“I never want to lose money.” This sounds like a modest and reasonable investment goal, one that would be far easier to achieve than one that, for instance, aims for significant growth over a long time span. But is it? Is it feasible to invest and never lose money? How would you do it and might you regret it?
Same dollars; different value
Preserving capital is trickier than it sounds. Even the goal itself is deceivingly complicated. In fact, what does capital preservation even mean?
There are two equally true but completely different answers.
- A) Preserving a dollar total – If you start with a million dollars, capital preservation means never having less than a million dollars in your account.
- B) Preserving purchasing power – If you start with a million dollars (that can be used to purchase a million dollars of goods and services at today’s prices), capital preservation means continuously maintaining a balance that can purchase that same basket of goods and services, no matter how prices change.
The difference between these two goals, of course, is inflation – a small number with a big consequence. If prices never rise, a million dollars still provides a million dollars of purchasing power 20 years later. But if prices rise by just 2 percent a year, a million dollars will only buy about half as much after 20 years.
Apples and oranges
Goal A is very attainable. Just put the money in any account that pays a guaranteed return that’s greater than any fees that may be involved. A passbook savings account or CD or Treasury bond will do the trick. Even a mason jar hidden in a cave could preserve your initial balance for a generation or two.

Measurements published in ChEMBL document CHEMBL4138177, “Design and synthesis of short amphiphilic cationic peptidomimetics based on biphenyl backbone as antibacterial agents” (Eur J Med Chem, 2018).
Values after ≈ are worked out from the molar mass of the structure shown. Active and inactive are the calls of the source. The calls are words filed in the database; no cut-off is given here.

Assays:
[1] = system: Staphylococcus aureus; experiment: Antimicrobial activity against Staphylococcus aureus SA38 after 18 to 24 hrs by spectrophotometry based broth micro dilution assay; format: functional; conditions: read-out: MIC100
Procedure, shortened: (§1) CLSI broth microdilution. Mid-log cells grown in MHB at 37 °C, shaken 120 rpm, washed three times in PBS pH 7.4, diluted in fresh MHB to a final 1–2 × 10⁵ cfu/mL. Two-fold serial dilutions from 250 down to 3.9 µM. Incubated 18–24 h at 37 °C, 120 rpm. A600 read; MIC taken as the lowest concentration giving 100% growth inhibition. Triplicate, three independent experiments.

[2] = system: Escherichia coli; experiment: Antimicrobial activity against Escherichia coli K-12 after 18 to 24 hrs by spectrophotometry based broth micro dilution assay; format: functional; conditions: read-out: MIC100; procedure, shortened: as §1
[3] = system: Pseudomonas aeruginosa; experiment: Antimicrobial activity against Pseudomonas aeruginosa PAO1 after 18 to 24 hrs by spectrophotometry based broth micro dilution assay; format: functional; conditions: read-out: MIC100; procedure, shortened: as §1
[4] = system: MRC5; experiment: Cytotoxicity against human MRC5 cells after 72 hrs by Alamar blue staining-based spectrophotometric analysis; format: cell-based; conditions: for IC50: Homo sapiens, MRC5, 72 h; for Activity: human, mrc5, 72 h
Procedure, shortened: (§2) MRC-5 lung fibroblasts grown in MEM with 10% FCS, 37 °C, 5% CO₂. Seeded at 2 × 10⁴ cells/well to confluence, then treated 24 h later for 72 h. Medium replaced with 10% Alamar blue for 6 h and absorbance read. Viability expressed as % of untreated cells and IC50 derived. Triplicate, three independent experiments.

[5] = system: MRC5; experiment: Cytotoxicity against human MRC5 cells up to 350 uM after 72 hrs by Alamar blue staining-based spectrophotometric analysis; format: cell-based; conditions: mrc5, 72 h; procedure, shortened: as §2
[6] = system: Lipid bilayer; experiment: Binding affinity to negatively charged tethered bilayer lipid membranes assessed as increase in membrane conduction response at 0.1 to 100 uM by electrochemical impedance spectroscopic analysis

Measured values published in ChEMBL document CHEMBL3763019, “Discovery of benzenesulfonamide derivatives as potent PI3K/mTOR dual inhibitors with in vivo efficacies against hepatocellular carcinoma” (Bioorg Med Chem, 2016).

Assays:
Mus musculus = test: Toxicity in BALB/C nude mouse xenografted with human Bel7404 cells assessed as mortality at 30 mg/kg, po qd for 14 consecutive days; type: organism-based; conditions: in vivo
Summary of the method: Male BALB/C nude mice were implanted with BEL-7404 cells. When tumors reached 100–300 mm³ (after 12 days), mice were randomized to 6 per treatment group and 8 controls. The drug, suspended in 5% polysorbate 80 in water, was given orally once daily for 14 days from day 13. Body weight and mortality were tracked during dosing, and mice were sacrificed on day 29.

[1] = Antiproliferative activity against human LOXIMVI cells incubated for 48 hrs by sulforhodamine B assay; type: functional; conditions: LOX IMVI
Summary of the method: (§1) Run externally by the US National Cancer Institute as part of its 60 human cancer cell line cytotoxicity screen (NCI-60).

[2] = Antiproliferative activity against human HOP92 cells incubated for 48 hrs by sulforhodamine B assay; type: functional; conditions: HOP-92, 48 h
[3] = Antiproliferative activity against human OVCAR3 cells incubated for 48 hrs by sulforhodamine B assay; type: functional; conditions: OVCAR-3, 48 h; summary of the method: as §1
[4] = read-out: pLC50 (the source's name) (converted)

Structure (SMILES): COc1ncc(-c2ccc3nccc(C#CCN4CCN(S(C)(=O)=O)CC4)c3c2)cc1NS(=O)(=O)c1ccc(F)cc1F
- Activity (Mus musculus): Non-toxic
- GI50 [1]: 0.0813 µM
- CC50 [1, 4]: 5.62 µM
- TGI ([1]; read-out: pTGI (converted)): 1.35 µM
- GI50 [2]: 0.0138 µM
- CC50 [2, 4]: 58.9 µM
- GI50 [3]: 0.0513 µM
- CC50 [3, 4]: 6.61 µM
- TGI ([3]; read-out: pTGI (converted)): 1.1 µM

Goal B – never losing purchasing power – is a whole other ball of wax. Goal B means owning a portfolio that beats inflation all the time.
Inflation has been running around 2-3 percent recently, but historically has often been much higher. Assembling a portfolio that always beats inflation basically rules out risk-free investments. This is painfully clear today, with short-term interest rates at historic lows. Even a 30-year US treasury bill currently pays only about a 2.8 percent coupon. It (barely) beats inflation right now, but if inflation bumps up to 4 or 6 or 8 percent sometime between now and 2042, significant purchasing power will be lost.
(Not to mention the bite that goes to the taxman.)
Accept the laws of markets
A big part of responsible investing is realism. Goal A is realistic but not very practical. What good is a million dollars that only buys half of what you need?
Goal B just isn’t realistic, in my view. Expecting to preserve purchasing power over the long term without accepting the chance of losing money at some point along the way means assuming away inflation (as well as taxes and management fees).
Like it or not, we can’t assume away the aspects of investing that cause us discomfort, no more than a pole-vaulter can assume away gravity just because it gets him down
To maintain purchasing power, I strongly believe, demands a growth-oriented mentality and portfolio – a diversified mix of stocks, bonds and alternative investments. This approach involves risk, in fact it relies on it. Investors willing to accept the chance of loss earn the opportunity to participate when markets go up.
Next time we’ll discuss growth investing in more detail.